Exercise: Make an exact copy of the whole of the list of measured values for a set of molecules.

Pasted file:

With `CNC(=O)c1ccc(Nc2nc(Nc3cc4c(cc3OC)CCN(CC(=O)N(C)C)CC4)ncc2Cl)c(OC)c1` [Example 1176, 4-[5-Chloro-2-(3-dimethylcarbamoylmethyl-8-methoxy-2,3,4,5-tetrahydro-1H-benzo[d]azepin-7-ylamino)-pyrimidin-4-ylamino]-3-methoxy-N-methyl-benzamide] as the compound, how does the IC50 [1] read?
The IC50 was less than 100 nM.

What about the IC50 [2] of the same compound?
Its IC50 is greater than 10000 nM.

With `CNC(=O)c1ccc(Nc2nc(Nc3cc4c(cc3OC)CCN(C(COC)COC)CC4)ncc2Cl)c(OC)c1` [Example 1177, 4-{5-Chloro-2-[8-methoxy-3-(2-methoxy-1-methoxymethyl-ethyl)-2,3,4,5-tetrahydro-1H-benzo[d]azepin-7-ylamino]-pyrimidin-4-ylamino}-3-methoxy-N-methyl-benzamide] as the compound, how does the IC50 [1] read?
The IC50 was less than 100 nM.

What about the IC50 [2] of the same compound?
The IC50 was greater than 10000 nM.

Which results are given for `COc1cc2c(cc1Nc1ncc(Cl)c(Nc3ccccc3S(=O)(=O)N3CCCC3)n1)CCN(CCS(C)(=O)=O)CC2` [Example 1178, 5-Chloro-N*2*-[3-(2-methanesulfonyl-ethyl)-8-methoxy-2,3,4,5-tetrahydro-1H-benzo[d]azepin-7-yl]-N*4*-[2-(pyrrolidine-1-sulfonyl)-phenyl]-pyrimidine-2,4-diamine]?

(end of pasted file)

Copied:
With `CNC(=O)c1ccc(Nc2nc(Nc3cc4c(cc3OC)CCN(CC(=O)N(C)C)CC4)ncc2Cl)c(OC)c1` [Example 1176, 4-[5-Chloro-2-(3-dimethylcarbamoylmethyl-8-methoxy-2,3,4,5-tetrahydro-1H-benzo[d]azepin-7-ylamino)-pyrimidin-4-ylamino]-3-methoxy-N-methyl-benzamide] as the compound, how does the IC50 [1] read?
The IC50 was less than 100 nM.

What about the IC50 [2] of the same compound?
Its IC50 is greater than 10000 nM.

With `CNC(=O)c1ccc(Nc2nc(Nc3cc4c(cc3OC)CCN(C(COC)COC)CC4)ncc2Cl)c(OC)c1` [Example 1177, 4-{5-Chloro-2-[8-methoxy-3-(2-methoxy-1-methoxymethyl-ethyl)-2,3,4,5-tetrahydro-1H-benzo[d]azepin-7-ylamino]-pyrimidin-4-ylamino}-3-methoxy-N-methyl-benzamide] as the compound, how does the IC50 [1] read?
The IC50 was less than 100 nM.

What about the IC50 [2] of the same compound?
The IC50 was greater than 10000 nM.

Which results are given for `COc1cc2c(cc1Nc1ncc(Cl)c(Nc3ccccc3S(=O)(=O)N3CCCC3)n1)CCN(CCS(C)(=O)=O)CC2` [Example 1178, 5-Chloro-N*2*-[3-(2-methanesulfonyl-ethyl)-8-methoxy-2,3,4,5-tetrahydro-1H-benzo[d]azepin-7-yl]-N*4*-[2-(pyrrolidine-1-sulfonyl)-phenyl]-pyrimidine-2,4-diamine]?